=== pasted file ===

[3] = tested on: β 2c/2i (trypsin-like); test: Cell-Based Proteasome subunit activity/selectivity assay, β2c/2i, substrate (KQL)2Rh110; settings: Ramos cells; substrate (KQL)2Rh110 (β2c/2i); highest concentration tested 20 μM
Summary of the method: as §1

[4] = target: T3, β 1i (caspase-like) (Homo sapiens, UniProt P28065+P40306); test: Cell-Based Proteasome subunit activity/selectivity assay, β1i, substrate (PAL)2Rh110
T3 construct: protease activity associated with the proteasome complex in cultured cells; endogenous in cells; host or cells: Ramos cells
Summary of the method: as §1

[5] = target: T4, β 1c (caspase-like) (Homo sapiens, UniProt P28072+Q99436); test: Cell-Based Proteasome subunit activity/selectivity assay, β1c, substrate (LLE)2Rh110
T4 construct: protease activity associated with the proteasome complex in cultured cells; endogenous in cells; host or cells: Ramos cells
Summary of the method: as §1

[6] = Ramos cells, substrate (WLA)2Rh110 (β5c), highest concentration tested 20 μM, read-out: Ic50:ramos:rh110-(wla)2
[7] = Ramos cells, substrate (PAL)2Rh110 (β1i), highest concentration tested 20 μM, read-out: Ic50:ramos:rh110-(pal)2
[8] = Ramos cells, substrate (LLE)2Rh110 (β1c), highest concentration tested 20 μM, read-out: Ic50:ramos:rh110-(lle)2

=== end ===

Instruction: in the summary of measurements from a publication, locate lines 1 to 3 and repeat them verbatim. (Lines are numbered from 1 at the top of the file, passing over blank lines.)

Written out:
[3] = tested on: β 2c/2i (trypsin-like); test: Cell-Based Proteasome subunit activity/selectivity assay, β2c/2i, substrate (KQL)2Rh110; settings: Ramos cells; substrate (KQL)2Rh110 (β2c/2i); highest concentration tested 20 μM
Summary of the method: as §1

[4] = target: T3, β 1i (caspase-like) (Homo sapiens, UniProt P28065+P40306); test: Cell-Based Proteasome subunit activity/selectivity assay, β1i, substrate (PAL)2Rh110